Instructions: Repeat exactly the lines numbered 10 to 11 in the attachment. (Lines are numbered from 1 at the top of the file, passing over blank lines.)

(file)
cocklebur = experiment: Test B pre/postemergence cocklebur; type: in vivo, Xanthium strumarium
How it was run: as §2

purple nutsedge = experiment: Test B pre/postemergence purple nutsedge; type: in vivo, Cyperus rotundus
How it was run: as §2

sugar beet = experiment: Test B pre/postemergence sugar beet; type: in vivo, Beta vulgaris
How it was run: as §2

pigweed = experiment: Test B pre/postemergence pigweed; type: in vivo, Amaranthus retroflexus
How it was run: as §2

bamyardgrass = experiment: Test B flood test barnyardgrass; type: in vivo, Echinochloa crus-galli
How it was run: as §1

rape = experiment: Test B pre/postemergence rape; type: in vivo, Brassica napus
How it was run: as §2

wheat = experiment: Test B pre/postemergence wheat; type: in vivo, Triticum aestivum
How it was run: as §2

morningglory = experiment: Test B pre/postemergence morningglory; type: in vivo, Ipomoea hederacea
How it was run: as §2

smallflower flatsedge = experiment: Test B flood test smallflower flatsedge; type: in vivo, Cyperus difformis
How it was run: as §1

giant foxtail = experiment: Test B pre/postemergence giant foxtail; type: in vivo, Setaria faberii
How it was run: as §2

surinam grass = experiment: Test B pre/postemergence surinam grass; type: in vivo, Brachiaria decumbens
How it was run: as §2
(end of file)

How it was run: as §1

rape = experiment: Test B pre/postemergence rape; type: in vivo, Brassica napus